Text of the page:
Trial record 2 of 2 for:    19493352 [PUBMED-IDS]

The Natural History of Procalcitonin in Hemorrhagic Stroke

The safety and scientific validity of this study is the responsibility of the study sponsor and investigators. Listing a study does not mean it has been evaluated by the U.S. Federal Government. Read our disclaimer for details. Identifier: NCT01498705
Recruitment Status : Withdrawn (Anticipated grant was withdrawn and additional funding was unable to be obtained)
First Posted : December 23, 2011
Last Update Posted : February 4, 2014
Information provided by (Responsible Party):
Carol Morreale, CAMC Health System

Brief Summary:
Approximately 12% of strokes in the United States are hemorrhagic.1 Hemorrhagic stroke can lead to multiple complications including fever that is not infectious. Identifying the cause of fever can help physicians choose the best care for the patient to try and prevent further damage to the already injured brain. Bacterial infection is one possible cause of fever in the stroke patient; however an incorrect diagnosis of infection can lead to unnecessary antibiotic use. Better screening tools for infection are being developed to help fight the problem of antibiotic resistance and unnecessary antibiotic use. Unnecessary use of antibiotics in patients increases the risk of adverse events and overall healthcare costs. Procalcitonin (PCT) is one such screening tool which has been used previously to help tell apart bacterial and nonbacterial causes of infection in other disease states; however, PCT has not been studied in hemorrhagic stroke patients. The purpose of this study is to understand the progress of PCT in hemorrhagic stroke patients in order to see whether PCT can be a useful marker for infection in these patients.

Condition or disease Intervention/treatment
Intraventricular Hemorrhage Intracerebral Hemorrhage Other: Procalcitonin level

Detailed Description:

Stroke is the second leading killer worldwide and the third leading cause of death in the United States. The two major mechanisms causing brain damage in stroke are, ischemia and hemorrhage. Several complications can arise from these cerebral insults ranging from minor neurologic dysfunction, complete immobility, or death. In the intensive care setting, clinicians combat the pathophysiologic processes that lead to the aforementioned sequelae of stroke and contest other acute issues which may or may not be secondary to the stroke itself, with one such issue being hyperthermia. Hyperthermia is defined by the Society of Critical Care Medicine as a temperature greater than 38.3°C. In one prospective study, hyperthermia was reported to occur in 43% of patients during the first week of hospitalization following an ischemic or hemorrhagic (excluding subarachnoid hemorrhage) stroke. Hyperthermia in the stroke patient can be detrimental leading to increased infarct size and worsened neurological outcomes. The etiology of the hyperthermia may not be clear upon initial evaluation but cessation of fever is essential to prevent further damage.

One possible cause of hyperthermia in the stroke patient is bacterial infection. Infection complicating cerebral insult can lead to poor functional outcome and increased mortality. Kilpatrick and colleagues found that fever occurred in 47% of patients who were admitted with either a traumatic or ischemic brain injury and 70% of these patients received at least one antibiotic within 24 hours of their febrile episode, however the antibiotics had no effect on controlling the fevers. With bacterial resistance ever increasing, it is vital that clinicians reserve antibiotics for patients in whom the source of fever is believed to be secondary to an infectious process. It has been estimated that the United States health care system spends more than $20 billion annually on antibiotic-resistant infections and these infections result in more than eight million additional hospital days. Antibiotic use across health care disciplines has been estimated to be administered either inappropriately or unnecessarily 50% of the time. Considering clinical symptoms of infection can mirror other disease processes, reliable diagnostic biomarkers would be useful in helping determine the appropriate diagnosis.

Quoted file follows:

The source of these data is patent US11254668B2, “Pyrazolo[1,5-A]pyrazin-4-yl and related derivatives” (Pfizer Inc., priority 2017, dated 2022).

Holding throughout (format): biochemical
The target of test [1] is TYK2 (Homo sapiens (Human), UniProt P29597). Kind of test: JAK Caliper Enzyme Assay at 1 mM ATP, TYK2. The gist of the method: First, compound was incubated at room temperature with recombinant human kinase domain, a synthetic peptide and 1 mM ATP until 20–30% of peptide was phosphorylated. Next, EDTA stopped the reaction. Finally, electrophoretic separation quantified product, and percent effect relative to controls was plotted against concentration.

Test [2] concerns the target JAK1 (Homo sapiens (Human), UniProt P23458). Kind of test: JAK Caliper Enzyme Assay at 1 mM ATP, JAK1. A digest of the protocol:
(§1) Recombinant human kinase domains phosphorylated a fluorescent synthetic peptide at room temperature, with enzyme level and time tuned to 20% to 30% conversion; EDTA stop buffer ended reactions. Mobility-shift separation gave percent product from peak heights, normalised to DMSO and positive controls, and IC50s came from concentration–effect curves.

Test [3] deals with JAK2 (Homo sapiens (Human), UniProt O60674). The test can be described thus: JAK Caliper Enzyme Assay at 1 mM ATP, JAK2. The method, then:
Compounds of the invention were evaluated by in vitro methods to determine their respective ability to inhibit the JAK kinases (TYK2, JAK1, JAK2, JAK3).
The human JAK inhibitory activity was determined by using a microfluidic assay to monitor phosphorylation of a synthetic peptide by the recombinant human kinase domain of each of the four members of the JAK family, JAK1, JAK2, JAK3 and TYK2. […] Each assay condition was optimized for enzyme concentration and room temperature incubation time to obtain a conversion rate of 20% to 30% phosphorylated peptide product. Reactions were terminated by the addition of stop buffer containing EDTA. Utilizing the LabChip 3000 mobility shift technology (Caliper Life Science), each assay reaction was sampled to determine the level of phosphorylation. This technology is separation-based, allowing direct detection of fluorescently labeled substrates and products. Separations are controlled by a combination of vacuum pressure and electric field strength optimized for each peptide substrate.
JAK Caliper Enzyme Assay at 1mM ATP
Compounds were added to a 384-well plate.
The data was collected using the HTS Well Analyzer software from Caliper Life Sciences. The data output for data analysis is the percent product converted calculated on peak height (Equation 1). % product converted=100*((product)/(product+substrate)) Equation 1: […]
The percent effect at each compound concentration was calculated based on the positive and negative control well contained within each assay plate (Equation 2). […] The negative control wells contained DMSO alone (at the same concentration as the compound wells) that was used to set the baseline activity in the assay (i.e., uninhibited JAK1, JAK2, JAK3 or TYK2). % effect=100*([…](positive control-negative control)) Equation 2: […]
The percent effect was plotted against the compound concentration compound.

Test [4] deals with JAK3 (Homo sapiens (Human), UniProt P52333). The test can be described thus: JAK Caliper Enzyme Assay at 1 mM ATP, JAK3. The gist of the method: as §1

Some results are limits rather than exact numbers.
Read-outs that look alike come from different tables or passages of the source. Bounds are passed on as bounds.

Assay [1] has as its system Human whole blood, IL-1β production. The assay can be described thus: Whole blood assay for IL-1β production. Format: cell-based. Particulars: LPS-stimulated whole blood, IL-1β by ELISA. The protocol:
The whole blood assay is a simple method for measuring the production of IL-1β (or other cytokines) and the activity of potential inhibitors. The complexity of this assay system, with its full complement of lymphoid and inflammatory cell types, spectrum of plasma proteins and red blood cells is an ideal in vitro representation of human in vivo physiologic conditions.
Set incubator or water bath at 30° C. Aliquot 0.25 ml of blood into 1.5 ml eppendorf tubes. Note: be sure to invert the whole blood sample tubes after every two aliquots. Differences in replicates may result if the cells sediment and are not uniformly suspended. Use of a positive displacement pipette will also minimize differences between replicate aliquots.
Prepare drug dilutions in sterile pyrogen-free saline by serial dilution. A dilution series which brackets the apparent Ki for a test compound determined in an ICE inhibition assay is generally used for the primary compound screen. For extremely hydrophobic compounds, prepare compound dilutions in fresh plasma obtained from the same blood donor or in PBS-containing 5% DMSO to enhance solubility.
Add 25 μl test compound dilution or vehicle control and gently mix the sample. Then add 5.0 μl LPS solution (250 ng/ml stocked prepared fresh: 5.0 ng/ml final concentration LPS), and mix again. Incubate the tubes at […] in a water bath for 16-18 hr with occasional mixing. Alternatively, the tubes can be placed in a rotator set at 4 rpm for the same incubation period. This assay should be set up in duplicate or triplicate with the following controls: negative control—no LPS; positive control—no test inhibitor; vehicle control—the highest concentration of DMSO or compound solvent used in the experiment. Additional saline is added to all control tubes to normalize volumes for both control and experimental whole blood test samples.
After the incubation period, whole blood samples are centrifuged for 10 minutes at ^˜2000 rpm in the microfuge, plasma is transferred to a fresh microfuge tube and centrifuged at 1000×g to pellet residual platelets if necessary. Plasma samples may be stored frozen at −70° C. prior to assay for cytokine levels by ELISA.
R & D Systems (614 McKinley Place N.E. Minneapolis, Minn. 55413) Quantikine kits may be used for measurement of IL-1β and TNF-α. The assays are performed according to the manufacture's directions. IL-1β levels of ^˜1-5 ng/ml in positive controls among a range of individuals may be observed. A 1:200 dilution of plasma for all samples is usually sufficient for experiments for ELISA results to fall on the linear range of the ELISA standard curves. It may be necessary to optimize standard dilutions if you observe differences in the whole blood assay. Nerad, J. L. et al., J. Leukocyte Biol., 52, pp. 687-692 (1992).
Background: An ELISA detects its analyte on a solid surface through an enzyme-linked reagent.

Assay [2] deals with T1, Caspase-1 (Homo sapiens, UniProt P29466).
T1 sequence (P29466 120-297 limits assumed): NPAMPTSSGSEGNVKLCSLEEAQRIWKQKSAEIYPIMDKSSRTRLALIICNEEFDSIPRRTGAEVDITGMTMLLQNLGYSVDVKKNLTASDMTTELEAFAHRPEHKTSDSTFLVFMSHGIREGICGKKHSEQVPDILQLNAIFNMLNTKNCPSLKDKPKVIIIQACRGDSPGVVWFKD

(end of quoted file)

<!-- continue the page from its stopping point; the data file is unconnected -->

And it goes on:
PCT is a 116 amino acid peptide with a sequence identical to calcitonin but lacking hormonal activity. PCT was first utilized by Assicot et al in the setting of sepsis to help determine whether the inflammatory response from the patient was secondary to bacterial infection. Since this finding, PCT has been shown in several studies to have a high sensitivity and specificity for indicating systemic bacterial infections. During infection PCT is secreted into the bloodstream without increasing calcitonin. PCT has been shown prospectively to only be elevated in patients with bacterial infections while remaining consistently low in patients infected with viruses or other inflammatory processes. Often when insulted, the body utilizes proteins and metabolic products, and the changes noted in these substances are often used as markers of inflammation. Unlike erythryocyte sedimentation rate (ESR) and C-reactive protein (CRP), PCT remains low during these inflammatory states. Furthermore, it has been shown that PCT levels increase earlier after stimulation (3-6hrs) compared to C-reactive protein (12-24hrs), indicating PCT can be utilized to rapidly detect bacterial infections. Normal PCT levels in adults are less than 0.1 ng/mL while PCT values greater than 0.5ng/mL have been determined to be predictive of bacterial infection. PCT has been evaluated in several clinical scenarios to help determine a bacterial versus a non-bacterial source of infection, however, to our knowledge, the effects of hemorrhagic stroke on PCT are not yet known. Determining the natural history of PCT in a hemorrhagic stroke patient would provide beneficial information as to whether PCT can be used as a biomarker in this population to help differentiate a bacterial from a non-bacterial cause of hyperthermia.